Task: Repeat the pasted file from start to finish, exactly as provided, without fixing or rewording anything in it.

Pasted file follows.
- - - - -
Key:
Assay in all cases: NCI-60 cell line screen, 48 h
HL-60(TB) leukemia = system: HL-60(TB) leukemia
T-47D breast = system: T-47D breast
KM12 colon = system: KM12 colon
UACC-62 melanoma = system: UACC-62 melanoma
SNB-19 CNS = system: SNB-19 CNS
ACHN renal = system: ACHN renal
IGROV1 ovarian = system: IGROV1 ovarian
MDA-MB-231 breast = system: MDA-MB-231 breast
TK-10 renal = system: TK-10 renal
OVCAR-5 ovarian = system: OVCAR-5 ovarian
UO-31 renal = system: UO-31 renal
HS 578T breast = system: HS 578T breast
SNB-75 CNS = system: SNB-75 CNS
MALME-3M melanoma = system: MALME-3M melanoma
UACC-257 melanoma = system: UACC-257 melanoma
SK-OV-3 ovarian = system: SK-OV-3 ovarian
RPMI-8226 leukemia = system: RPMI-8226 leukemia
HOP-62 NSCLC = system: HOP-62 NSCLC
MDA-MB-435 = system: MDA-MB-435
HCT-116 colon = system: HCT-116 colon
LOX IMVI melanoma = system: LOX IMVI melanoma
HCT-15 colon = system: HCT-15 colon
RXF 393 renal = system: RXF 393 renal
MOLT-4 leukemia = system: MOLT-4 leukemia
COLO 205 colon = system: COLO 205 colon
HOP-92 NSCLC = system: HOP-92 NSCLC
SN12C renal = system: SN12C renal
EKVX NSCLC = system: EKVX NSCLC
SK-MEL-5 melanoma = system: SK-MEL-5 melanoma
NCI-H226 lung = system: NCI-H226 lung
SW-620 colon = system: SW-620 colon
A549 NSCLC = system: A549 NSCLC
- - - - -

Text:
Key:
Assay in all cases: NCI-60 cell line screen, 48 h
HL-60(TB) leukemia = system: HL-60(TB) leukemia
T-47D breast = system: T-47D breast
KM12 colon = system: KM12 colon
UACC-62 melanoma = system: UACC-62 melanoma
SNB-19 CNS = system: SNB-19 CNS
ACHN renal = system: ACHN renal
IGROV1 ovarian = system: IGROV1 ovarian
MDA-MB-231 breast = system: MDA-MB-231 breast
TK-10 renal = system: TK-10 renal
OVCAR-5 ovarian = system: OVCAR-5 ovarian
UO-31 renal = system: UO-31 renal
HS 578T breast = system: HS 578T breast
SNB-75 CNS = system: SNB-75 CNS
MALME-3M melanoma = system: MALME-3M melanoma
UACC-257 melanoma = system: UACC-257 melanoma
SK-OV-3 ovarian = system: SK-OV-3 ovarian
RPMI-8226 leukemia = system: RPMI-8226 leukemia
HOP-62 NSCLC = system: HOP-62 NSCLC
MDA-MB-435 = system: MDA-MB-435
HCT-116 colon = system: HCT-116 colon
LOX IMVI melanoma = system: LOX IMVI melanoma
HCT-15 colon = system: HCT-15 colon
RXF 393 renal = system: RXF 393 renal
MOLT-4 leukemia = system: MOLT-4 leukemia
COLO 205 colon = system: COLO 205 colon
HOP-92 NSCLC = system: HOP-92 NSCLC
SN12C renal = system: SN12C renal
EKVX NSCLC = system: EKVX NSCLC
SK-MEL-5 melanoma = system: SK-MEL-5 melanoma
NCI-H226 lung = system: NCI-H226 lung
SW-620 colon = system: SW-620 colon
A549 NSCLC = system: A549 NSCLC